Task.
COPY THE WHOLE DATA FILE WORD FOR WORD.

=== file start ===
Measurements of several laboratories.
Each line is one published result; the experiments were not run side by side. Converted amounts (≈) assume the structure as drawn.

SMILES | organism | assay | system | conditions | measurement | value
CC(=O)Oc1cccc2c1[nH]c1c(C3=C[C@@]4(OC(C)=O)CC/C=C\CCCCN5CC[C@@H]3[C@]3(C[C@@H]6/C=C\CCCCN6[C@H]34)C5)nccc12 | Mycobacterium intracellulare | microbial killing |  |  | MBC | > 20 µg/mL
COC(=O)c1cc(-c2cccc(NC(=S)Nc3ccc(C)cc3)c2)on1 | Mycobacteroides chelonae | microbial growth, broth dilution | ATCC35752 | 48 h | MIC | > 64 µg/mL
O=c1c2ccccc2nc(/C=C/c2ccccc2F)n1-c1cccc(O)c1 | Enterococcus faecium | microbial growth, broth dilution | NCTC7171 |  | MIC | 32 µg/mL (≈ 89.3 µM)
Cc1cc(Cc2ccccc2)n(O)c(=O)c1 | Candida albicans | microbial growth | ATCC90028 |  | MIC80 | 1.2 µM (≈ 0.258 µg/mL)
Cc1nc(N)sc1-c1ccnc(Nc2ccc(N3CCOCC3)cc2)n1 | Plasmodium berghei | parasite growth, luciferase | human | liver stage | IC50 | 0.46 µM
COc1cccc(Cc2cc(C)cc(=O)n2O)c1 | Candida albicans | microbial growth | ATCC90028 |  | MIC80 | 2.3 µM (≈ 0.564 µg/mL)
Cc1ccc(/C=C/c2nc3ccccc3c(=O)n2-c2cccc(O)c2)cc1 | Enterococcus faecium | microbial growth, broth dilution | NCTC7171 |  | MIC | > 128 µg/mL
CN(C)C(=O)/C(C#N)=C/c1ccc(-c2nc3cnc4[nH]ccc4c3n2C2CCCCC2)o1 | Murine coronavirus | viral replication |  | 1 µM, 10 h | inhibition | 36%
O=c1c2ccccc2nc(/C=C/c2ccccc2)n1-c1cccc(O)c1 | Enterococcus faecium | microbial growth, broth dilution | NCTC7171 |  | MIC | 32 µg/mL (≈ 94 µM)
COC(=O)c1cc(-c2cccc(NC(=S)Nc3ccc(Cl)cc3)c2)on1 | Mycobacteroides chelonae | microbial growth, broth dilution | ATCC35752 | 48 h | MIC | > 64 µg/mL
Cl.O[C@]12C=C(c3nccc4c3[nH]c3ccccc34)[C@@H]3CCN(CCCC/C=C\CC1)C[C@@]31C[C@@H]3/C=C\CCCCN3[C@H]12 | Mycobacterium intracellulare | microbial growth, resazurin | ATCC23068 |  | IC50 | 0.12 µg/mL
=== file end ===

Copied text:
Measurements of several laboratories.
Each line is one published result; the experiments were not run side by side. Converted amounts (≈) assume the structure as drawn.

SMILES | organism | assay | system | conditions | measurement | value
CC(=O)Oc1cccc2c1[nH]c1c(C3=C[C@@]4(OC(C)=O)CC/C=C\CCCCN5CC[C@@H]3[C@]3(C[C@@H]6/C=C\CCCCN6[C@H]34)C5)nccc12 | Mycobacterium intracellulare | microbial killing |  |  | MBC | > 20 µg/mL
COC(=O)c1cc(-c2cccc(NC(=S)Nc3ccc(C)cc3)c2)on1 | Mycobacteroides chelonae | microbial growth, broth dilution | ATCC35752 | 48 h | MIC | > 64 µg/mL
O=c1c2ccccc2nc(/C=C/c2ccccc2F)n1-c1cccc(O)c1 | Enterococcus faecium | microbial growth, broth dilution | NCTC7171 |  | MIC | 32 µg/mL (≈ 89.3 µM)
Cc1cc(Cc2ccccc2)n(O)c(=O)c1 | Candida albicans | microbial growth | ATCC90028 |  | MIC80 | 1.2 µM (≈ 0.258 µg/mL)
Cc1nc(N)sc1-c1ccnc(Nc2ccc(N3CCOCC3)cc2)n1 | Plasmodium berghei | parasite growth, luciferase | human | liver stage | IC50 | 0.46 µM
COc1cccc(Cc2cc(C)cc(=O)n2O)c1 | Candida albicans | microbial growth | ATCC90028 |  | MIC80 | 2.3 µM (≈ 0.564 µg/mL)
Cc1ccc(/C=C/c2nc3ccccc3c(=O)n2-c2cccc(O)c2)cc1 | Enterococcus faecium | microbial growth, broth dilution | NCTC7171 |  | MIC | > 128 µg/mL
CN(C)C(=O)/C(C#N)=C/c1ccc(-c2nc3cnc4[nH]ccc4c3n2C2CCCCC2)o1 | Murine coronavirus | viral replication |  | 1 µM, 10 h | inhibition | 36%
O=c1c2ccccc2nc(/C=C/c2ccccc2)n1-c1cccc(O)c1 | Enterococcus faecium | microbial growth, broth dilution | NCTC7171 |  | MIC | 32 µg/mL (≈ 94 µM)
COC(=O)c1cc(-c2cccc(NC(=S)Nc3ccc(Cl)cc3)c2)on1 | Mycobacteroides chelonae | microbial growth, broth dilution | ATCC35752 | 48 h | MIC | > 64 µg/mL
Cl.O[C@]12C=C(c3nccc4c3[nH]c3ccccc34)[C@@H]3CCN(CCCC/C=C\CC1)C[C@@]31C[C@@H]3/C=C\CCCCN3[C@H]12 | Mycobacterium intracellulare | microbial growth, resazurin | ATCC23068 |  | IC50 | 0.12 µg/mL